Less Is More With TV Stats, Graphics
I couldn't enjoy myself fully at a couple of recent concerts because of the irritating smartphone habits of many in attendance. They talked, texted, took pictures or, in the most nonsensical maneuver of all, held the phone in an apparent attempt to let the person on the other end hear the music, which is nearly impossible.
The main joy of seeing live music is being able to lose oneself in the atmosphere, to revel in a transcendent experience. But this enjoyment is harder to come by lately as audience members increasingly tend to chronicle every little moment of their lives. Why? Perhaps for fear of becoming irrelevant, thinking that if they didn't document their actions, their impact would vanish.
There's a growing, manifest insecurity right now that prevents so many from just living in the moment. This is likely an outgrowth of the Facebook generation, as so many are desperate to validate their conformity. Relishing an occasion on its merit without immediate affirmation from countless others isn't considered a virtue; it's anathema.
This proclivity for relentless distraction is also true at most sporting events. Each time I'm at a tennis match, baseball game or basketball game, I'm left wondering why certain people spent the money and showed up if they don't display interest in the action.
Now it's even getting harder to enjoy sports fully on TV in the comfort of home. The inexorable march toward the full clutter of the screen has infringed on my enjoyment of late.
This has become glaringly true during the MLB postseason. TBS, for some reason, thought it a valuable idea to insert a distracting graphic showcasing the location of the pitches during at-bats. It's an eyesore, and a redundant one at that (ESPN's digital strike zone affixed over the plate was even worse). The reliance on unnecessary graphics is an addiction.
Why the need to obscure part of the field to show the computer-generated locations of the pitches? It doesn't affect the umpire's call, since replay is not used for balls and strikes. Viewers are supposed to be watching in real time, focusing on the ball, but the eye is immediately drawn to the graphic. It's not as if the standard view of the pitcher and catcher gives a misleading indication of whether the pitch was a ball or a strike.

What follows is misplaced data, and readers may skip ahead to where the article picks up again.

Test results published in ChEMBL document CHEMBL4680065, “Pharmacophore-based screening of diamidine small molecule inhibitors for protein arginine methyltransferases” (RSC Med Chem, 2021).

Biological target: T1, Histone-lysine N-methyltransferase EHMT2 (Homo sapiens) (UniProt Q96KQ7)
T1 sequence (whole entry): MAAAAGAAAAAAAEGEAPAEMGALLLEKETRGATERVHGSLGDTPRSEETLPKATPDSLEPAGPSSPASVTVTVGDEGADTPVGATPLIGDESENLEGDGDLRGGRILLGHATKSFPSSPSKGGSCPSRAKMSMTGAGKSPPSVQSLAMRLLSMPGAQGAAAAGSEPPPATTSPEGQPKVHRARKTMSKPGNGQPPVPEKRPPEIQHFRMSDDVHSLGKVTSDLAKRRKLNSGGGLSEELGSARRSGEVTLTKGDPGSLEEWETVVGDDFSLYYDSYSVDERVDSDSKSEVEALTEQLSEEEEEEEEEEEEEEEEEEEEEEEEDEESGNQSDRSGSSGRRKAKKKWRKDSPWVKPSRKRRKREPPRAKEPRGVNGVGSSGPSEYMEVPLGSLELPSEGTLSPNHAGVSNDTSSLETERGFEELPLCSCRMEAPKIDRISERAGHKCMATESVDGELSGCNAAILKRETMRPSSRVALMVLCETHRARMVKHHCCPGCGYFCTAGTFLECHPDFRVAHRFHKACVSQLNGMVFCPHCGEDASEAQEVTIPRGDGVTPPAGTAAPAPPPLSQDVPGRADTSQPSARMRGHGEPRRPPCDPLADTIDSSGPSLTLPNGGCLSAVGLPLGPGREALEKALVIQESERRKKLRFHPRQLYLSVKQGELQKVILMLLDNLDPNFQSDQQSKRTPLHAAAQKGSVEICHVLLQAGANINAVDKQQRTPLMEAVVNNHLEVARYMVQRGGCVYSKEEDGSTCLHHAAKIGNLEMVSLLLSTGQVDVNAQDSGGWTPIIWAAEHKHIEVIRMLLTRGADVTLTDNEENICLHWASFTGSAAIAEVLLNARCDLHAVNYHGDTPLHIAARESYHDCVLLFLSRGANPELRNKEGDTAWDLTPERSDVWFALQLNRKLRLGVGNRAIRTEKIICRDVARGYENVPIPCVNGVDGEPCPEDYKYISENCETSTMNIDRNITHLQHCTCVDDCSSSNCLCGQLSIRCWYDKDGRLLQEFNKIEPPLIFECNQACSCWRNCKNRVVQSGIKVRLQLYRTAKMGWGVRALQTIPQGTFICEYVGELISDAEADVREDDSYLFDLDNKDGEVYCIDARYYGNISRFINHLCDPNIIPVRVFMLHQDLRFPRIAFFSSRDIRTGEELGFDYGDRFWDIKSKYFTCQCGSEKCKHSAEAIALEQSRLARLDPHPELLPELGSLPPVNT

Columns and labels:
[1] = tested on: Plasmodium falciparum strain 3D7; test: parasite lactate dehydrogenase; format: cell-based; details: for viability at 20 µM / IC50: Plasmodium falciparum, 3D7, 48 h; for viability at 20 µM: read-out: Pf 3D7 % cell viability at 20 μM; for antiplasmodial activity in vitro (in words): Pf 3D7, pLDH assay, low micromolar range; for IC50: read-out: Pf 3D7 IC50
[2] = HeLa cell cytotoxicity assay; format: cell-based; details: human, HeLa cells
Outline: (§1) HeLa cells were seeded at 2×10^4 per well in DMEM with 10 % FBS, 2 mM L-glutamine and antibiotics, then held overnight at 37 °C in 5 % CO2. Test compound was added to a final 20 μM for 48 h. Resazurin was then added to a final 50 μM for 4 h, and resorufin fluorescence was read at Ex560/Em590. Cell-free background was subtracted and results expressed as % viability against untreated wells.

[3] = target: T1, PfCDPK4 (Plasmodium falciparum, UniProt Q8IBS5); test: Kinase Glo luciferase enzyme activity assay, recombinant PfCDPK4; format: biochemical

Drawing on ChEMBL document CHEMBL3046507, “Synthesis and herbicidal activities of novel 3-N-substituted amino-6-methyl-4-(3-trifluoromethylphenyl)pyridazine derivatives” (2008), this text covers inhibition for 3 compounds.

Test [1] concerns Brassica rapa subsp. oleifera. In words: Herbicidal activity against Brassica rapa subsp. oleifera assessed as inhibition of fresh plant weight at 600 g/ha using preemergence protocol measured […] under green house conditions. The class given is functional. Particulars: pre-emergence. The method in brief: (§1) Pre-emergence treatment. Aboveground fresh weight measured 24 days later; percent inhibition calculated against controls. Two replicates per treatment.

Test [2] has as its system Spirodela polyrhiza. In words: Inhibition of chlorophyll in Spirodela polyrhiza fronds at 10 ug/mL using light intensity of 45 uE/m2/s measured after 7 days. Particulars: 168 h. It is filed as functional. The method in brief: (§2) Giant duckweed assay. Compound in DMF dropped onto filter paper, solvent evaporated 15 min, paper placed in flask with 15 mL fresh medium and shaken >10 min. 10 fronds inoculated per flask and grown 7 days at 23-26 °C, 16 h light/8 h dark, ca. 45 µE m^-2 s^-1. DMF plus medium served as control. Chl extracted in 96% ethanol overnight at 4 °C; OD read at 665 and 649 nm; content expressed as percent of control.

I understand its use for a blatantly bad call from the plate umpire and for illustrative purposes. But on every pitch? All it does is distract, and detract, from the natural flow of the game. By always glancing over to see if a pitch was actually a ball and not a strike, concentration is absent. It's a truly useless graphic.
The analogy with music is again apt. When digital technology quickly overtook the industry, it was lauded for being so clean and clear that one could isolate every sound. But music wasn't - and isn't - meant to be listened to in that fashion, as sometimes sounds should be muddled and lush and not so separated. Many artists are reverting to more traditional recording methods, and vinyl has made a mini-comeback.
Sports are no different. The new graphics and the constant bombardment of stats remove an instinctual element from the spectator, who is now being tricked into believing he is thinking like a general manager or a coach. Just because it's cutting-edge technology and supplying the viewer with more information doesn't always make it worthwhile.
Studies have proved that the notion of "multitasking" doesn't really exist, that a person can't concentrate on two things at once and the best outcome will be only two things done half well. This is the way I see recent TV coverage of sports. By jamming every little bit of "important information" on the screen, it leaves the viewer in a jumbled state of processing stats and not allowing the organic nature of the contest to unfold unimpeded.
It's as if networks think fans want to look at graphics and stats more than the game. They believe the sum of its parts is indeed the whole. This system may please sabermetricians and fantasy fanatics or those who regularly gamble on games, but it doesn't necessarily truly inform the viewer. Information overload can often confuse and distort.
It's a battle between the logical and the intuitive. It's as if those who favor increased use of graphics believe that they can acquire a perfect understanding of a game in an almost religious fashion through the use of numbers. Their goal seems to be to remove chance, serendipity and randomness from the equation.
As I watch the postseason with my baseball companions, we dissect the game as it's happening and don't feel the need to have any signifiers on the screen other than the score, outs, count and position of the runners.
"Truth is more important than the facts," said Frank Lloyd Wright. I wish networks would take this to heart when broadcasting sports.